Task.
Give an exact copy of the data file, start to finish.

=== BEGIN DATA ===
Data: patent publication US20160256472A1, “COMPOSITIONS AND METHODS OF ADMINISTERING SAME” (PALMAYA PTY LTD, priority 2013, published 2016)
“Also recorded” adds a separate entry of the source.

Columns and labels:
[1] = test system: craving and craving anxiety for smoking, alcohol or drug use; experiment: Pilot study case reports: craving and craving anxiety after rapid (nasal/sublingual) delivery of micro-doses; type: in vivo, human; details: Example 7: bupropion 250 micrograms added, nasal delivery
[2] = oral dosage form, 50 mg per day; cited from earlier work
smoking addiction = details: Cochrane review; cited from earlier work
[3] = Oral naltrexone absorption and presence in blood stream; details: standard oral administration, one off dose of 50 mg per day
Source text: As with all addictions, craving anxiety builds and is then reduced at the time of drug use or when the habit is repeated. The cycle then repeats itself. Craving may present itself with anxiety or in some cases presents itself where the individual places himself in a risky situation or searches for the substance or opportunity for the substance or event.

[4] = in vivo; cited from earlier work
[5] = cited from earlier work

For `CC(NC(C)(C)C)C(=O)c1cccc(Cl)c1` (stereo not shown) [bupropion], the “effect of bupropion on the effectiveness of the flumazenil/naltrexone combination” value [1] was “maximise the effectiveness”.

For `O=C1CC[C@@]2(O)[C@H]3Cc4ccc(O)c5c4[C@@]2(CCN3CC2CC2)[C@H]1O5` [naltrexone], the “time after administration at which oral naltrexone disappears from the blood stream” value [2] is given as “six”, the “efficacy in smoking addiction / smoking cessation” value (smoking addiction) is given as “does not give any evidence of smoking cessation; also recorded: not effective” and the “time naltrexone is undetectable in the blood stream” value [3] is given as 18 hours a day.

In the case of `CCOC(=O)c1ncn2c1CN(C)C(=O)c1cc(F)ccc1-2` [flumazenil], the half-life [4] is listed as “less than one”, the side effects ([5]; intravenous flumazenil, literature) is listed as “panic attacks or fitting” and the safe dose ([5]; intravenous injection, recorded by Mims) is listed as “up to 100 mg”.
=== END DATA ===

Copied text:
Data: patent publication US20160256472A1, “COMPOSITIONS AND METHODS OF ADMINISTERING SAME” (PALMAYA PTY LTD, priority 2013, published 2016)
“Also recorded” adds a separate entry of the source.

Columns and labels:
[1] = test system: craving and craving anxiety for smoking, alcohol or drug use; experiment: Pilot study case reports: craving and craving anxiety after rapid (nasal/sublingual) delivery of micro-doses; type: in vivo, human; details: Example 7: bupropion 250 micrograms added, nasal delivery
[2] = oral dosage form, 50 mg per day; cited from earlier work
smoking addiction = details: Cochrane review; cited from earlier work
[3] = Oral naltrexone absorption and presence in blood stream; details: standard oral administration, one off dose of 50 mg per day
Source text: As with all addictions, craving anxiety builds and is then reduced at the time of drug use or when the habit is repeated. The cycle then repeats itself. Craving may present itself with anxiety or in some cases presents itself where the individual places himself in a risky situation or searches for the substance or opportunity for the substance or event.

[4] = in vivo; cited from earlier work
[5] = cited from earlier work

For `CC(NC(C)(C)C)C(=O)c1cccc(Cl)c1` (stereo not shown) [bupropion], the “effect of bupropion on the effectiveness of the flumazenil/naltrexone combination” value [1] was “maximise the effectiveness”.

For `O=C1CC[C@@]2(O)[C@H]3Cc4ccc(O)c5c4[C@@]2(CCN3CC2CC2)[C@H]1O5` [naltrexone], the “time after administration at which oral naltrexone disappears from the blood stream” value [2] is given as “six”, the “efficacy in smoking addiction / smoking cessation” value (smoking addiction) is given as “does not give any evidence of smoking cessation; also recorded: not effective” and the “time naltrexone is undetectable in the blood stream” value [3] is given as 18 hours a day.

In the case of `CCOC(=O)c1ncn2c1CN(C)C(=O)c1cc(F)ccc1-2` [flumazenil], the half-life [4] is listed as “less than one”, the side effects ([5]; intravenous flumazenil, literature) is listed as “panic attacks or fitting” and the safe dose ([5]; intravenous injection, recorded by Mims) is listed as “up to 100 mg”.